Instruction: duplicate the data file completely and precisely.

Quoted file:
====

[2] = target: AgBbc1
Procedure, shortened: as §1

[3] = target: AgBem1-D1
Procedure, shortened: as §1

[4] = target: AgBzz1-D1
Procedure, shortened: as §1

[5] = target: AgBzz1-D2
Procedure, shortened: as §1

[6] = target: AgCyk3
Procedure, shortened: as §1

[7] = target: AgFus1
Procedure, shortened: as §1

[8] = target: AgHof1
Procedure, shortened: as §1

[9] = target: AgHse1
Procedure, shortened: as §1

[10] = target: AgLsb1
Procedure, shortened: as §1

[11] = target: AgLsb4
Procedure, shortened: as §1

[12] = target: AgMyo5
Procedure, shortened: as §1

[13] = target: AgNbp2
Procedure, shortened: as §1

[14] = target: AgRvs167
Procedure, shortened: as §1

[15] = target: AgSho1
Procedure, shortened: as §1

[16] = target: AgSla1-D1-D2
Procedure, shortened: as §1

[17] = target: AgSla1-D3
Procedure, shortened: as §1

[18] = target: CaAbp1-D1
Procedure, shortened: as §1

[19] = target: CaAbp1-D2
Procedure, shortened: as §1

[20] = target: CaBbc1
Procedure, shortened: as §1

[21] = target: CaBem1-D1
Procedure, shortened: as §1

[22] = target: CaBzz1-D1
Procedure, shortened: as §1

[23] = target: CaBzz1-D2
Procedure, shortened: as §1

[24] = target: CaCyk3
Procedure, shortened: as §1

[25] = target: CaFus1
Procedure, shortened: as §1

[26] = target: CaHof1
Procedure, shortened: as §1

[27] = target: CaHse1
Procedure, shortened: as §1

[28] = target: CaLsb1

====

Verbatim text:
[2] = target: AgBbc1
Procedure, shortened: as §1

[3] = target: AgBem1-D1
Procedure, shortened: as §1

[4] = target: AgBzz1-D1
Procedure, shortened: as §1

[5] = target: AgBzz1-D2
Procedure, shortened: as §1

[6] = target: AgCyk3
Procedure, shortened: as §1

[7] = target: AgFus1
Procedure, shortened: as §1

[8] = target: AgHof1
Procedure, shortened: as §1

[9] = target: AgHse1
Procedure, shortened: as §1

[10] = target: AgLsb1
Procedure, shortened: as §1

[11] = target: AgLsb4
Procedure, shortened: as §1

[12] = target: AgMyo5
Procedure, shortened: as §1

[13] = target: AgNbp2
Procedure, shortened: as §1

[14] = target: AgRvs167
Procedure, shortened: as §1

[15] = target: AgSho1
Procedure, shortened: as §1

[16] = target: AgSla1-D1-D2
Procedure, shortened: as §1

[17] = target: AgSla1-D3
Procedure, shortened: as §1

[18] = target: CaAbp1-D1
Procedure, shortened: as §1

[19] = target: CaAbp1-D2
Procedure, shortened: as §1

[20] = target: CaBbc1
Procedure, shortened: as §1

[21] = target: CaBem1-D1
Procedure, shortened: as §1

[22] = target: CaBzz1-D1
Procedure, shortened: as §1

[23] = target: CaBzz1-D2
Procedure, shortened: as §1

[24] = target: CaCyk3
Procedure, shortened: as §1

[25] = target: CaFus1
Procedure, shortened: as §1

[26] = target: CaHof1
Procedure, shortened: as §1

[27] = target: CaHse1
Procedure, shortened: as §1

[28] = target: CaLsb1